For people of my generation Facebook created a freaky phenomenon. When the over 30’s started getting Facebook pages years ago a rash of high school pages and the like were launched. People started to reconnect with their past lives and with it all the embarrassing photos that we thought we were safe from, I mean who keeps the negatives right? (DAMN THOSE SCANNERS And the people who have time to use them!) All the yearbook photos, prom pictures, and pictures from dance and theater performances as well as and cutting class hang outs were out there. And there we were with our youthful selves dressed like extras in a John Hughes film, looking like Madonna the Cure, En Vogue and Cyndi Lauper. Photos were being loaded up for everyone and anyone in your present day life to see. Where on one level it was cool to be able to revisit, even reconnect with folks that you went to school, or grew up with. Whether you were neighbors in childhood, or hangout buddies in school and then parted ways “finding” people and being found on Facebook was the miraculous happening. You didn’t actually have to go to a reunion to find out whatever happened to the chick who had the locker next to you for 4 years you could just click on her. And even better you didn’t have to loss weight or get your hair done to do it. While sitting in your PJ’s you could revisit your youth in a safe and contained (albeit oddly public) way, in the comfort of your own home with a glass of wine. You could click through old photos and kee kee with laughter at your own “back in the day” and remark to yourself, “What were we thinking?”
Well along with bringing us our past, Facebook brought us our past’s present. All of the sudden the present day lives of the people you hadn’t seen since you turned that tassel, and left home were before you live and in color and THAT is at the root of this question. I started to noticed that in some cases life, and maybe genes had not been so kind to some of my schoolmates (I know that sounds horrible but you know that you were thinking it too!). They had…AGED… I was not looking at the youthful, collagen (naturally) plump faces of teenagers, I was now looking at…mothers and fathers, who had spread, and balded, and wrinkled and all of the sudden started to look like their mothers and fathers did back in the day. They looked like our mothers look after years of running after us driving us hither and yon packing lunched, wiping noses and waiting up for us ’til the wee hours. Frankly some folk looked worn…It was the first time that I realized, Shit I’m…Wait for it…Middle Aged!!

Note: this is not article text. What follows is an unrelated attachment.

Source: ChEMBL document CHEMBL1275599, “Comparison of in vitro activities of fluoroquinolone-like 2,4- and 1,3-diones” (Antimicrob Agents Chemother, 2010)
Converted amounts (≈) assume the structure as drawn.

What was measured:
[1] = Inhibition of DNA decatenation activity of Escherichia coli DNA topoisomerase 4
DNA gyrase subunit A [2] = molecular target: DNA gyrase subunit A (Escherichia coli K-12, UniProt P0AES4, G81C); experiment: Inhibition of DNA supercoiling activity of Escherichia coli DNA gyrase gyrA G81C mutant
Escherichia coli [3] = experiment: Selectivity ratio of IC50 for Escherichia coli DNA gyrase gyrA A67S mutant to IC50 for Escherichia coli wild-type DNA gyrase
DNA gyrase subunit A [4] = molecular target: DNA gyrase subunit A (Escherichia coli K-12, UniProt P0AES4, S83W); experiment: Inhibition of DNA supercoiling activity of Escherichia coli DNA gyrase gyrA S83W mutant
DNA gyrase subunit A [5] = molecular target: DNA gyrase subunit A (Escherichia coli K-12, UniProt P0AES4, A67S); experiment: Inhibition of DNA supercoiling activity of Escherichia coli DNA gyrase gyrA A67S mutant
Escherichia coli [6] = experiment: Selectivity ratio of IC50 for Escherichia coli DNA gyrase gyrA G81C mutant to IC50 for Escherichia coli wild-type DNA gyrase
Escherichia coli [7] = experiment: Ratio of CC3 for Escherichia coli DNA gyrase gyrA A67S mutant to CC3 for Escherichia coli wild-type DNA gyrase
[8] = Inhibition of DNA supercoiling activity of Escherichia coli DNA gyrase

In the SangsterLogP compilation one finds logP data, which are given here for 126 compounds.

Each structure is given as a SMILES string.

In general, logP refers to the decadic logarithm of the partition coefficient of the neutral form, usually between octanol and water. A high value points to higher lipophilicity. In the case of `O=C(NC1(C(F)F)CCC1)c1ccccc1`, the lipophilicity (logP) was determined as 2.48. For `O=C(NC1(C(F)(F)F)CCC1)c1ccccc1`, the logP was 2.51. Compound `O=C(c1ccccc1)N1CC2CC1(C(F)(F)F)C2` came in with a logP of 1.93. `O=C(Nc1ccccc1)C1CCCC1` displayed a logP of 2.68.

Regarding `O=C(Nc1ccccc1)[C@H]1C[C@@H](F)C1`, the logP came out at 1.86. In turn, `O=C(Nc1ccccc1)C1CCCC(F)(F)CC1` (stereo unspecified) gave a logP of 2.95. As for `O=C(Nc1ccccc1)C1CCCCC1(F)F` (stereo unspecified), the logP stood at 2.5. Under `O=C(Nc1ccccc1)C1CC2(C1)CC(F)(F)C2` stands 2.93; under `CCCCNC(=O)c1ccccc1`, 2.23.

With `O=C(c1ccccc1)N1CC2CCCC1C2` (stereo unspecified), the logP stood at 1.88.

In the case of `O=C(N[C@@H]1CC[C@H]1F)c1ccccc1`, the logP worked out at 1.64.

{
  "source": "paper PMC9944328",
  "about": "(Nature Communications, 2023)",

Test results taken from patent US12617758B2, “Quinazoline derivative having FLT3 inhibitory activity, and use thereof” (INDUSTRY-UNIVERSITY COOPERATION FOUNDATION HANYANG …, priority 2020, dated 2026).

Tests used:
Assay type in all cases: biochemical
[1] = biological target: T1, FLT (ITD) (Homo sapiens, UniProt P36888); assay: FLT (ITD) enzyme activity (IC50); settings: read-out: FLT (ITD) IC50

I think this realization was compounded by the fact that I went to an arts high school so most of my classmates I remember as being young, fit, and vital, with indefatigable energy that was unable to be contained. We were bouncing off of walls, half dressed, legs kicking, singing in hallways and acting a fool (for art) So to see the older versions of themselves, at barbeques, settled with children on their laps, carrying a few extra pounds from either a combination of childbirth, age and perhaps not dancing 4 hours a day left me incredulous. And then I was worried, “Do I look like that? Because I don’t feel like that…” When you start asking those questions you know that you are middle aged.
So What prompted this question:
So I was sitting having breakfast with my Joffery Jazz and Contemporary Division Dancers (the semester is over and we had one last out of tights bonding moment) and I was telling them to story and being that they range in age from 15-22 I was curious, how they would answer the question of :
“Would you Rather be really attractive when you are young (and then age “badly” OR would you rather just be average in your youth but get better with age?”
So which would YOU RATHER?
4 thoughts on “Would you Rather: Be Really Attractive when you are Young (and age badly) or Get Better With Age?”
The way i look at it is, sure High School and college time is supposed to be the moment when you get to experience what with the time will be your best memories,but it also is only a bit more than a quarter of your total lifespan (the average lifespan for a women in the United States is 81 years old).
So i’d rather be an average during the longest part of my life than really attractive for a quarter of it.
I would definitely rather age well and I think that is exactly what I am doing so far. I am 52 and as a young woman I was not unattractive by any means but certainly not a show stopper like some friends. I think after 47 I sort of started playing down my femininity in anticipation of becoming “invisible” as a woman after 50. This has helped me to concentrate on other important parts of life more. I still don’t feel quite invisible yet and I wonder if I shouldn’t pump up the “feminine volume” as far as fahion is concerned. I’m am soooo casual. Anyway, I love your blog.
Carla I say play it up!!! I know what you mean by becoming invisible at a certain age, that is a real thing but I also think that can only be invisible if you allow it. Look at some of the women over 50 even 60 who are sexy and vital and very much to be noticed- Jane Fonda, Raquel Welch, Sophia Loren, Helen Mirren, Iman, Lynn Whitfield, Sylvia Waters… There are so many woman who are coming to LIFE after 50, full of confidence and power that can not be denied or go unnoticed!!! GO for it!
I have always been rather weird, I love gray hair and I absolutely adore the look of older women, I really really hope I age gracefully. I can’t wait to have long locks of gray and elegant well-earned wrinkles!
Comments are closed.